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ECB to buy time with words not deeds

After euro zone inflation disappointed once again in April, the focus is back on European Central Bank (ECB) as yet another rate decision looms. However, for the sixth month in a row, analysts expect little or no action from bank President Mario Draghi – instead he'll be resorting to talking the talk.

Analysts have been waiting for action from the ECB ever since it last cut interest rates in November in response to fears that the region could be heading for a period of growth-sapping deflation.

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But euro zone inflation picked up slightly in April, according to data released last week, coming in at 0.7 percent – not as much as hoped for and still a way off the ECB's 2 percent target. Nonetheless, economists think it could be strong enough for the central bank to resist a material change in policy stance.

Read MoreWhy the ECB has to act… versus why it shouldn't

April's uptick in inflation comes alongside a string of other data releases which continue to indicate a slow but steady strengthening of the 18-country currency bloc's economy.

Markit's purchasing managers' index showed Tuesday that business activity in the euro zone hit a three-year high in April. While the Organisation for Economic Co-operation and Development (OECD) said it expects the euro zone to notch up growth of 1.2 percent this year, and 1.7 percent in 2015.

"(Recent) economic data was rather more of the same, than providing new guidance," said Carsten Brzeski, senior economist at ING, in a note. "We think that the ECB will once again try to buy some time with words, not with deeds."

But Draghi will have to watch his words in case they add strength to the euro – a factor that is already plaguing the euro zone's nascent recovery.

Read MoreECB to get drastic? QE could be on the table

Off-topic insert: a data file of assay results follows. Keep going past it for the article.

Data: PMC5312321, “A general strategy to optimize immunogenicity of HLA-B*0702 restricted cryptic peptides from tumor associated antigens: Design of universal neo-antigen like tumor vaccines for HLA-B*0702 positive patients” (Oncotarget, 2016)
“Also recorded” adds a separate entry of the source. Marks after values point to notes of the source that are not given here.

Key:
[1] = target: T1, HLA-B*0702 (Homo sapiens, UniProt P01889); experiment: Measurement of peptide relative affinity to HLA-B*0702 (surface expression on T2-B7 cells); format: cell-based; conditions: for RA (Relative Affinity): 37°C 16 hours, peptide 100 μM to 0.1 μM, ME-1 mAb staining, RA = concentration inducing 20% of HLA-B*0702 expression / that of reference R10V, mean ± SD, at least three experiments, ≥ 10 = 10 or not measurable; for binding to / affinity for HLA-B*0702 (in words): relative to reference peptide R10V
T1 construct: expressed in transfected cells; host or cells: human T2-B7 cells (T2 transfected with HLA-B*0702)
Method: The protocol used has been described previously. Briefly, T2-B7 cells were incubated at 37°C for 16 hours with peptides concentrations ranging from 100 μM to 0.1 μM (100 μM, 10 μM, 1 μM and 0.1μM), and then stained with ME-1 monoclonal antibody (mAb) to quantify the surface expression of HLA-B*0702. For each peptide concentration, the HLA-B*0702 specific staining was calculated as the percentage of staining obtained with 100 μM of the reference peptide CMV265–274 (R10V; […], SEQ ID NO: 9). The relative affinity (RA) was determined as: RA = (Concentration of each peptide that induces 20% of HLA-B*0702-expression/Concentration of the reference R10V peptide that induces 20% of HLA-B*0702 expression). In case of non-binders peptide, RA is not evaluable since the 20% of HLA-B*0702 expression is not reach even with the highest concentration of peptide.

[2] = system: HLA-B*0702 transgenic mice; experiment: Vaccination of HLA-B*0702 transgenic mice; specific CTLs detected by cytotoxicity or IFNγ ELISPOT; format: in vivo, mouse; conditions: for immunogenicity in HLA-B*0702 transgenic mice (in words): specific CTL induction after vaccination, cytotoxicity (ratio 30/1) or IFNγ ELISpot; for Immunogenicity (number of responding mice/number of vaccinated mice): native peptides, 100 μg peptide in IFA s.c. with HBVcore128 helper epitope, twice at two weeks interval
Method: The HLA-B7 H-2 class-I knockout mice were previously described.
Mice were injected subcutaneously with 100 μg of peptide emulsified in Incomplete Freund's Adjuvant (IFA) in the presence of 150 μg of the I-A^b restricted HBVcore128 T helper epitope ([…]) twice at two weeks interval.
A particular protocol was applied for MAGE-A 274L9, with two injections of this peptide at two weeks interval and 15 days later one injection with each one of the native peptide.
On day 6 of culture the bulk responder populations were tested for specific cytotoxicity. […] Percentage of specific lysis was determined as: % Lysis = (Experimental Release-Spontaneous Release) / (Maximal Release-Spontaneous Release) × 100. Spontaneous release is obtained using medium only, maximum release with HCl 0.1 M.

A stronger euro makes euro zone exports more expensive in the global market, thereby hindering the euro zone's efforts to grow and regain its competitiveness. But the euro has risen over 6.5 percent against the dollar over the past 12 months – and shows no sign of slowing.

As such, Howard Archer, chief European economist at Global Insight, said he expects a dovish tone from Draghi on Thursday.

"If euro zone consumer price inflation does not dip anew from 0.7 percent in April, the euro does not move above $1.40 on a sustained basis and the euro zone manages to keep on recovering gradually, the ECB may well get away without having to take any further action," he said in a note.

End 'sterilization'?

Not all economists are convinced that there will be no action from the ECB, with some arguing that something needs to be done about the lack of money flowing around the euro zone.

Poor liquidity has hindered the region's recovery. Lending is a sign of a buoyant economy, as consumers and businesses feel confident enough to borrow – and spend.

Read MoreIMF calls for ECB action: What are Draghi's options?

But lending to both businesses and households continued to fall in March, according to the most recent ECB data, and overnight bank-to-bank borrowing costs have also risen – a sign of tight liquidity.

One option open to the ECB is the ending of its efforts to offset its government bond purchases. Currently, the ECB "sterilizes" the money it spent buying sovereign bonds during the euro zone's debt crisis under the Securities Markets Program (SMP) - a move designed to avoid inflation or currency appreciation.

"Unless the ECB acts quickly, the risk is that the pick-up in market rates will accelerate, further impairing the balance sheets of euro area banks," Fathom Consulting economists said in a note, adding that the central bank could announce the end of sterilization this Thursday.

"Not in order to contain disinflation, but in order to restore liquidity to the market (a shorter term, tactical goal)," they said. "The primary aim of the sterilisation was to prevent unwanted inflation, but now that is the last of the ECB's concerns."

Anatoli Annenkov, euro area economist at Societe Generale, agreed that the ECB was set to end sterilization.

He said this would not only "send a reassuring message" that it stands ready to boost liquidity – but also add a much-needed 172 billion euros to the euro zone's economy.

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